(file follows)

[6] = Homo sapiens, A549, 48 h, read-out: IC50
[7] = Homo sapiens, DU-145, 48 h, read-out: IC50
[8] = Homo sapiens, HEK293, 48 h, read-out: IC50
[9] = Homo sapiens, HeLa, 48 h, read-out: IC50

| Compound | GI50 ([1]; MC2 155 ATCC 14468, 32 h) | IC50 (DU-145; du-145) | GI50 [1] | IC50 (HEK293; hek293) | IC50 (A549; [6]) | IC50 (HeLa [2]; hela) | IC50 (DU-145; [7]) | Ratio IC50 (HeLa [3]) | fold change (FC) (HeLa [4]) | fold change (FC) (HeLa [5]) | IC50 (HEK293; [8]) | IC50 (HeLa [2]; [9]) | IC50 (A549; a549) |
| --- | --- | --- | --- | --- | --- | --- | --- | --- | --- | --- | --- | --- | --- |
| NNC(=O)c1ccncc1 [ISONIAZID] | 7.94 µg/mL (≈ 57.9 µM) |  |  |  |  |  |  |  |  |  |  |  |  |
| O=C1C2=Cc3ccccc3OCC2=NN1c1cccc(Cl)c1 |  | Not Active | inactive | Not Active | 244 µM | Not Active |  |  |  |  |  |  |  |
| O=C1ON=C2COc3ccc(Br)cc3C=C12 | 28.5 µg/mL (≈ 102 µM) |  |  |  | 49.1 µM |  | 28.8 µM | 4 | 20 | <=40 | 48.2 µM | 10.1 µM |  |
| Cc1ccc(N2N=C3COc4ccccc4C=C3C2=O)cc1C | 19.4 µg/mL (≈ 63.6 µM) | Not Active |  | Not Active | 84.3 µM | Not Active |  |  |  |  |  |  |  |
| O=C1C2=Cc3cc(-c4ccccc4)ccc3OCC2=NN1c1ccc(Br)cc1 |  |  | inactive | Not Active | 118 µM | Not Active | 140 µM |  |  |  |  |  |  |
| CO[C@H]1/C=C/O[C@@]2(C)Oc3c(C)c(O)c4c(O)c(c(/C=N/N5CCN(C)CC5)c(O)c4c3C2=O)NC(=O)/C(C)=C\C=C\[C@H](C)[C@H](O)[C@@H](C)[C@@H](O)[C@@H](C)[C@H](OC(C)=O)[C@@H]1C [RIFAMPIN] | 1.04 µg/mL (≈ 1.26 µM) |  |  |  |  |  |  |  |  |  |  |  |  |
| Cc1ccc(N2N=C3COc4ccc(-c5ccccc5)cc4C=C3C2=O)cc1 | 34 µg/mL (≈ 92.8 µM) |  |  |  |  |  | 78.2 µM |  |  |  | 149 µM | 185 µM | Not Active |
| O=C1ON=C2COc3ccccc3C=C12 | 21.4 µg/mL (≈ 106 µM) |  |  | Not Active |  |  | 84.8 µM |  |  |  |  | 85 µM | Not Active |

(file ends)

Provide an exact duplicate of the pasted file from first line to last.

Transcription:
[6] = Homo sapiens, A549, 48 h, read-out: IC50
[7] = Homo sapiens, DU-145, 48 h, read-out: IC50
[8] = Homo sapiens, HEK293, 48 h, read-out: IC50
[9] = Homo sapiens, HeLa, 48 h, read-out: IC50

| Compound | GI50 ([1]; MC2 155 ATCC 14468, 32 h) | IC50 (DU-145; du-145) | GI50 [1] | IC50 (HEK293; hek293) | IC50 (A549; [6]) | IC50 (HeLa [2]; hela) | IC50 (DU-145; [7]) | Ratio IC50 (HeLa [3]) | fold change (FC) (HeLa [4]) | fold change (FC) (HeLa [5]) | IC50 (HEK293; [8]) | IC50 (HeLa [2]; [9]) | IC50 (A549; a549) |
| --- | --- | --- | --- | --- | --- | --- | --- | --- | --- | --- | --- | --- | --- |
| NNC(=O)c1ccncc1 [ISONIAZID] | 7.94 µg/mL (≈ 57.9 µM) |  |  |  |  |  |  |  |  |  |  |  |  |
| O=C1C2=Cc3ccccc3OCC2=NN1c1cccc(Cl)c1 |  | Not Active | inactive | Not Active | 244 µM | Not Active |  |  |  |  |  |  |  |
| O=C1ON=C2COc3ccc(Br)cc3C=C12 | 28.5 µg/mL (≈ 102 µM) |  |  |  | 49.1 µM |  | 28.8 µM | 4 | 20 | <=40 | 48.2 µM | 10.1 µM |  |
| Cc1ccc(N2N=C3COc4ccccc4C=C3C2=O)cc1C | 19.4 µg/mL (≈ 63.6 µM) | Not Active |  | Not Active | 84.3 µM | Not Active |  |  |  |  |  |  |  |
| O=C1C2=Cc3cc(-c4ccccc4)ccc3OCC2=NN1c1ccc(Br)cc1 |  |  | inactive | Not Active | 118 µM | Not Active | 140 µM |  |  |  |  |  |  |
| CO[C@H]1/C=C/O[C@@]2(C)Oc3c(C)c(O)c4c(O)c(c(/C=N/N5CCN(C)CC5)c(O)c4c3C2=O)NC(=O)/C(C)=C\C=C\[C@H](C)[C@H](O)[C@@H](C)[C@@H](O)[C@@H](C)[C@H](OC(C)=O)[C@@H]1C [RIFAMPIN] | 1.04 µg/mL (≈ 1.26 µM) |  |  |  |  |  |  |  |  |  |  |  |  |
| Cc1ccc(N2N=C3COc4ccc(-c5ccccc5)cc4C=C3C2=O)cc1 | 34 µg/mL (≈ 92.8 µM) |  |  |  |  |  | 78.2 µM |  |  |  | 149 µM | 185 µM | Not Active |
| O=C1ON=C2COc3ccccc3C=C12 | 21.4 µg/mL (≈ 106 µM) |  |  | Not Active |  |  | 84.8 µM |  |  |  |  | 85 µM | Not Active |